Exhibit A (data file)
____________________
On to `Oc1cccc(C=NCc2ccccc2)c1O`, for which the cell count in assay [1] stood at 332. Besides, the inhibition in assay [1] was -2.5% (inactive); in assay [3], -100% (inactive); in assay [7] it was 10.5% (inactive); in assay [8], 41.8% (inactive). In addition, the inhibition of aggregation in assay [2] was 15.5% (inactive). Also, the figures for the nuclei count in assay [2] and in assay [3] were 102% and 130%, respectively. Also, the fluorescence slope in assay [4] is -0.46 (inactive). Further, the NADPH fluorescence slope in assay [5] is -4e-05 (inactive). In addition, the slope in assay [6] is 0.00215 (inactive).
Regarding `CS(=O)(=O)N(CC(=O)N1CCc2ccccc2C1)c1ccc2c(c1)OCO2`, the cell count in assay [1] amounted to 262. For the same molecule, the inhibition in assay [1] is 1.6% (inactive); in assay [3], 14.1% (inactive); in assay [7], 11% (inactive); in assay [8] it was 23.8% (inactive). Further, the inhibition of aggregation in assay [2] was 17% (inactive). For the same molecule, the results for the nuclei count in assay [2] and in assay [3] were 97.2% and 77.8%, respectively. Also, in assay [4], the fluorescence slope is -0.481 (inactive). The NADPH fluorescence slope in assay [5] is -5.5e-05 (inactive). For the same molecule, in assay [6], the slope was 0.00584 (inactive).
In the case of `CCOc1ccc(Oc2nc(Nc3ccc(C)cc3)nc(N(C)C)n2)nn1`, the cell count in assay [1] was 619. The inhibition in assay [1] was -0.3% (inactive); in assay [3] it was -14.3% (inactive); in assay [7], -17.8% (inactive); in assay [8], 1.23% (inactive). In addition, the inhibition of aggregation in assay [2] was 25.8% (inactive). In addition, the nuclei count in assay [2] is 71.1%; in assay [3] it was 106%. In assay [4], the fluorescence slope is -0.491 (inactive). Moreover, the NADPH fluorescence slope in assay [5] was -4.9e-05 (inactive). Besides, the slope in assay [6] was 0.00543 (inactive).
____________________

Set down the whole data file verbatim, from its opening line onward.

On to `Oc1cccc(C=NCc2ccccc2)c1O`, for which the cell count in assay [1] stood at 332. Besides, the inhibition in assay [1] was -2.5% (inactive); in assay [3], -100% (inactive); in assay [7] it was 10.5% (inactive); in assay [8], 41.8% (inactive). In addition, the inhibition of aggregation in assay [2] was 15.5% (inactive). Also, the figures for the nuclei count in assay [2] and in assay [3] were 102% and 130%, respectively. Also, the fluorescence slope in assay [4] is -0.46 (inactive). Further, the NADPH fluorescence slope in assay [5] is -4e-05 (inactive). In addition, the slope in assay [6] is 0.00215 (inactive).
Regarding `CS(=O)(=O)N(CC(=O)N1CCc2ccccc2C1)c1ccc2c(c1)OCO2`, the cell count in assay [1] amounted to 262. For the same molecule, the inhibition in assay [1] is 1.6% (inactive); in assay [3], 14.1% (inactive); in assay [7], 11% (inactive); in assay [8] it was 23.8% (inactive). Further, the inhibition of aggregation in assay [2] was 17% (inactive). For the same molecule, the results for the nuclei count in assay [2] and in assay [3] were 97.2% and 77.8%, respectively. Also, in assay [4], the fluorescence slope is -0.481 (inactive). The NADPH fluorescence slope in assay [5] is -5.5e-05 (inactive). For the same molecule, in assay [6], the slope was 0.00584 (inactive).
In the case of `CCOc1ccc(Oc2nc(Nc3ccc(C)cc3)nc(N(C)C)n2)nn1`, the cell count in assay [1] was 619. The inhibition in assay [1] was -0.3% (inactive); in assay [3] it was -14.3% (inactive); in assay [7], -17.8% (inactive); in assay [8], 1.23% (inactive). In addition, the inhibition of aggregation in assay [2] was 25.8% (inactive). In addition, the nuclei count in assay [2] is 71.1%; in assay [3] it was 106%. In assay [4], the fluorescence slope is -0.491 (inactive). Moreover, the NADPH fluorescence slope in assay [5] was -4.9e-05 (inactive). Besides, the slope in assay [6] was 0.00543 (inactive).